China: Predatory Lender or Development Partner in the Developing World?
Written by Megan Araghi
February 26, 2020
All roads lead back to China
The ancient Silk Road is experiencing a revival and reinvention through China’s ambitious infrastructure project, the Belt and Road Initiative (BRI). Arguably one of the largest infrastructure plans in history, China’s reach now stretches like tentacles across South Asia to Europe. Founded in 2013, BRI is China’s decades-long scheme to “develop a series of trade routes leading to and from China,” mimicking the transport lines of the Silk Road over both land and sea. Spanning multiple continents, China is financing a string of infrastructure projects in developing and middle-income countries. The goal is to ease trade with China as much as possible, increasing China’s influence.
Chinese investments increase economic risk
Naturally, concerns about China’s rising influence alarms the West. There are doubts that developing countries can’t repay infrastructure loans provided by China. And fear is arising that China is saddling countries huge, risky loans. Further, if a country can’t pay a loan China will often retake the infrastructure asset. The question is if this a deliberate strategy by China to gain strategic assets. Ownership of such assets, like ports in busy sea lanes, gives China “strategic dominance” and “political leverage”.
Africa is welcoming China’s involvement
Others, however, see China as a necessary and beneficial development partner. Many countries, especially in Africa, view China’s activity as favourable and mutually beneficial. For example, China invests in Africa with no conditions. The International Monetary Fund and the World Bank also do not often fund infrastructure projects in Africa. China is therefore seen as a “saviour” by many Africans, and there is a desire to copy its economic model. For countries enveloped in the BRI, easy access to capital is perhaps the best benefit of a partnership with China.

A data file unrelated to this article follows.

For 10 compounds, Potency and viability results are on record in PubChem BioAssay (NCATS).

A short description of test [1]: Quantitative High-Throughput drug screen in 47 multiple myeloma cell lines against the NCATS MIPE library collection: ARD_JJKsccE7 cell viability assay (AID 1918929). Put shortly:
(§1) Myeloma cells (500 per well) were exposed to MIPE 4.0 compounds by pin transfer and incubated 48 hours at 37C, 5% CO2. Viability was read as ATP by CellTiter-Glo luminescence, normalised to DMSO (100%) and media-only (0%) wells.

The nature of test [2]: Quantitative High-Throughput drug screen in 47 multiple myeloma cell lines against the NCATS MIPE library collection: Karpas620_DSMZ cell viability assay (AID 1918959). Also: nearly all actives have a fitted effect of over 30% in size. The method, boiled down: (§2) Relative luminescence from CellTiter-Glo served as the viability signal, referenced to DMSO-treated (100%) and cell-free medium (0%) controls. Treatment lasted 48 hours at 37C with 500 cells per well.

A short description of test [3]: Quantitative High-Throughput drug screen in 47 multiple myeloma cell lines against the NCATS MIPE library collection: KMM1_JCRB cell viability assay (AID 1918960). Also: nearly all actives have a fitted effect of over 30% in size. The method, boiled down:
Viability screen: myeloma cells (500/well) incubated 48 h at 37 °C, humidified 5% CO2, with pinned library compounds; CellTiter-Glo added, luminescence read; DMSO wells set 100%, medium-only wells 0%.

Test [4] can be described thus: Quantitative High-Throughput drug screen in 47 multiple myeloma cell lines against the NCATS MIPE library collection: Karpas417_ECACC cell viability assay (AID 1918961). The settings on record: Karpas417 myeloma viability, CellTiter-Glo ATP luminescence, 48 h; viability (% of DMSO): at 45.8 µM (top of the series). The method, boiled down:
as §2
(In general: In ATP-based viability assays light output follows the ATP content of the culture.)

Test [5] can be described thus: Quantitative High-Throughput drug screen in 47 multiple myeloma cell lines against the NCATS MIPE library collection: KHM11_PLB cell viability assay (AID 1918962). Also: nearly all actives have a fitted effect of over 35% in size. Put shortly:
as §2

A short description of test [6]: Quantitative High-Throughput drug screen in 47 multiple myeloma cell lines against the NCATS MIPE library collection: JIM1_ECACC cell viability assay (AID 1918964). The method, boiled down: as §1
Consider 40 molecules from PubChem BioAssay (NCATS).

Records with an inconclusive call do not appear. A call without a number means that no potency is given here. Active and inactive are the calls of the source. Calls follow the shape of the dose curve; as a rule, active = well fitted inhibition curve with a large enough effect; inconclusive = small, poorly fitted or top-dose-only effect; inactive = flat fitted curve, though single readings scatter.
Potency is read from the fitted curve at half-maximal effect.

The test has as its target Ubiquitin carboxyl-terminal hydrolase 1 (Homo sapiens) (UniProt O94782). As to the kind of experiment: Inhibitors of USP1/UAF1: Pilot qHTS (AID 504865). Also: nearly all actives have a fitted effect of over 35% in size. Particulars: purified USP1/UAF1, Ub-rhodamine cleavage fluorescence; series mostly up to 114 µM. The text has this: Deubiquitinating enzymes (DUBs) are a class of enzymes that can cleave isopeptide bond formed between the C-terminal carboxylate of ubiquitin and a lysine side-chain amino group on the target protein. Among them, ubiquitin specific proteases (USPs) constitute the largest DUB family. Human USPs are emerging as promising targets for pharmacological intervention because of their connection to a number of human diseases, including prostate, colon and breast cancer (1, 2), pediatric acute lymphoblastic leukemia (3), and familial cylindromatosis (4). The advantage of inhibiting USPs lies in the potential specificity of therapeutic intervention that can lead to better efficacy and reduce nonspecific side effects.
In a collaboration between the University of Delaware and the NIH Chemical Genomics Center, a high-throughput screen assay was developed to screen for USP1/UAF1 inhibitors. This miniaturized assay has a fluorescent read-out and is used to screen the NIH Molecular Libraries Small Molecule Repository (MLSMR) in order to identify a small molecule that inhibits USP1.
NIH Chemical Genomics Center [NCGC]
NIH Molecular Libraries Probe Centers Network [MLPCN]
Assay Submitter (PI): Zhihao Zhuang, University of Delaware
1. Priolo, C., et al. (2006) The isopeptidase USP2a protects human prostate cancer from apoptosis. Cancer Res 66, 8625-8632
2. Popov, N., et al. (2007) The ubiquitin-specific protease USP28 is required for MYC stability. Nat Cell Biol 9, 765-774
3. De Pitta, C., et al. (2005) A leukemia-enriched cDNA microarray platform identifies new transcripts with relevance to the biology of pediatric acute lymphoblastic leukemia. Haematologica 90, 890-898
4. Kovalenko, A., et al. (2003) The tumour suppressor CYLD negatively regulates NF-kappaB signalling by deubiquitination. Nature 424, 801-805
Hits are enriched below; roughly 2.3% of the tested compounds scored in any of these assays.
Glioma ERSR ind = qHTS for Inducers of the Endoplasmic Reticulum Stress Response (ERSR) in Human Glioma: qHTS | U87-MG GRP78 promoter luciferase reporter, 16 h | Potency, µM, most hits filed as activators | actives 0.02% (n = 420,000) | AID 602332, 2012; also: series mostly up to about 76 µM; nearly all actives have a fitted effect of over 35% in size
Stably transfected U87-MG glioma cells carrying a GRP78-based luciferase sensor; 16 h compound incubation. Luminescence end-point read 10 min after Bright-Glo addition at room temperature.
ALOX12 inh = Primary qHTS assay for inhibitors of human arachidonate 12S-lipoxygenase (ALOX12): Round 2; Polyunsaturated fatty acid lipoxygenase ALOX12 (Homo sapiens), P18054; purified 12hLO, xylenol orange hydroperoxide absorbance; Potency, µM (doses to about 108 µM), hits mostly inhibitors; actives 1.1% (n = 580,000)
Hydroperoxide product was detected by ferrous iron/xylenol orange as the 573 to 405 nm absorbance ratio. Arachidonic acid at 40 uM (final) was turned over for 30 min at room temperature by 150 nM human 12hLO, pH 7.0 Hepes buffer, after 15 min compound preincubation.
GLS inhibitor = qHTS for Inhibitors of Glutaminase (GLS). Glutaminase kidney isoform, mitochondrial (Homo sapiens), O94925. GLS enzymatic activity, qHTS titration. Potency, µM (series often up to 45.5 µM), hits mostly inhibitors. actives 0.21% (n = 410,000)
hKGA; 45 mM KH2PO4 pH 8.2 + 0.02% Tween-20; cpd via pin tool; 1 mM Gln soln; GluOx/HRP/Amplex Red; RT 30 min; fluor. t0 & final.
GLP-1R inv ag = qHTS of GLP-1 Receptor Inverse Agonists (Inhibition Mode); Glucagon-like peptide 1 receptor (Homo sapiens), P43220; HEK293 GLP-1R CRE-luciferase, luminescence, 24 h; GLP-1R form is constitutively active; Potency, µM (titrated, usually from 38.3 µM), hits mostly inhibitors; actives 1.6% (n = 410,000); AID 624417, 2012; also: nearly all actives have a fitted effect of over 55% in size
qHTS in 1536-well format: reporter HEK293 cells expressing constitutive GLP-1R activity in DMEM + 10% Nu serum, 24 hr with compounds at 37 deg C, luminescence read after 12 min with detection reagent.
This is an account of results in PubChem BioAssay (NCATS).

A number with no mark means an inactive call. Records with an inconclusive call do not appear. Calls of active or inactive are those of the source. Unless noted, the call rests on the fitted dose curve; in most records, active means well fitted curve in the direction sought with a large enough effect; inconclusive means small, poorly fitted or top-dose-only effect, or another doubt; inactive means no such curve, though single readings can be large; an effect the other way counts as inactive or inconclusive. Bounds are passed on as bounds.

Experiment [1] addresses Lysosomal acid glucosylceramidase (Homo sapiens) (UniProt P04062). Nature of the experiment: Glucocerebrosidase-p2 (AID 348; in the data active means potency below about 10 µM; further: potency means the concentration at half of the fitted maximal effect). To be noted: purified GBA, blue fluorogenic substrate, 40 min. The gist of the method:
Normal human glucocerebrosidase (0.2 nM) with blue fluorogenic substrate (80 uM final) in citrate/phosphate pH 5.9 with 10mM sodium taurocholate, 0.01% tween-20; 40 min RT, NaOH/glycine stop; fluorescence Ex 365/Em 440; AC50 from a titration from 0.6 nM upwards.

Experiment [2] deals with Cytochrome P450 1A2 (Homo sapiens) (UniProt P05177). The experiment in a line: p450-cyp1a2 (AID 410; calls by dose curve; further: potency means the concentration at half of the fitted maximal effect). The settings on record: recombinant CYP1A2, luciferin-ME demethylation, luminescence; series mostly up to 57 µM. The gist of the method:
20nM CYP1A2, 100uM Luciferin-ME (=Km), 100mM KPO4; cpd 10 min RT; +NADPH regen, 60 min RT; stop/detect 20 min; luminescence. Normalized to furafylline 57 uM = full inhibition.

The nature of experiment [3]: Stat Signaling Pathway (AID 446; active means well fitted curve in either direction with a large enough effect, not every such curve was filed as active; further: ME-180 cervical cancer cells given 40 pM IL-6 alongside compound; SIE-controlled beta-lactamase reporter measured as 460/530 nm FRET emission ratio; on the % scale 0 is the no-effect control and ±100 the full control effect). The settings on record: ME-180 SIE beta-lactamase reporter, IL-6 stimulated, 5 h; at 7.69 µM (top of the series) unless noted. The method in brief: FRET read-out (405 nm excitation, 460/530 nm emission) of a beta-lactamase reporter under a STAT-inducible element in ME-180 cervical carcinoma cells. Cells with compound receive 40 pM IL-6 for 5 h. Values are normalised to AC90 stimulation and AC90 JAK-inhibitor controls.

The case of Hambantota Port, Sri Lanka
To better understand how China’s debt-for-equity swaps work, let’s look at the Hambantota Port in Sri Lanka. The quiet town of Hambantota is just a small stretch from one of the busiest sea lanes in the world. Given this advantage, China loaned Sri Lanka USD$1.1 billion to build a port. When Sri Lanka failed to repay these loans, ownership was ceded to China for 99 years, letting China essentially own and operate the port. This type of “asset seizure” alarms the West, and is viewed as China gaining “influence in geostrategic areas.”
China – economic saviour or neo-coloniser?
The BRI is neither all positive nor negative. But a few key questions arise: Are BRI partnerships between China and developing countries mutually beneficial? Or, is China a neo-coloniser? We need a more nuanced idea of China’s ‘debt diplomacy’. Developing countries need infrastructure for development and shouldn’t shun all Chinese investment. But there are real concerns about the debt risk and equity of terms. A recent World Bank report on the BRI states that loan terms “may not be the most favourable” for developing countries.
Key changes can help low-income countries gain more benefits and minimize risk. First, China should make terms of BRI projects public at all stages. For example, the World Bank advocates for increased transparency in “planning to budgeting and procurement and public reporting of debt levels.” With more knowledge, developing countries could make better decisions, lobby China for better terms, or even withdraw from BRI projects.
Adherence to international standards and legal support facility needed
Second, China should follow international standards in lending practices used by development banks, such as the IMF’s Debt-Limit Policy. This would give more protection for developing countries. Lastly, an “international legal support facility”, like the African Legal Support Facility of the African Development Bank, could be established. This would address any “potential asymmetries in financial sophistication between BRI and developing country borrowers” by reviewing China’s loan terms.
Clearly, this topic merits a much deeper discussion. But we can begin to understand how developing countries can level the playing field with China.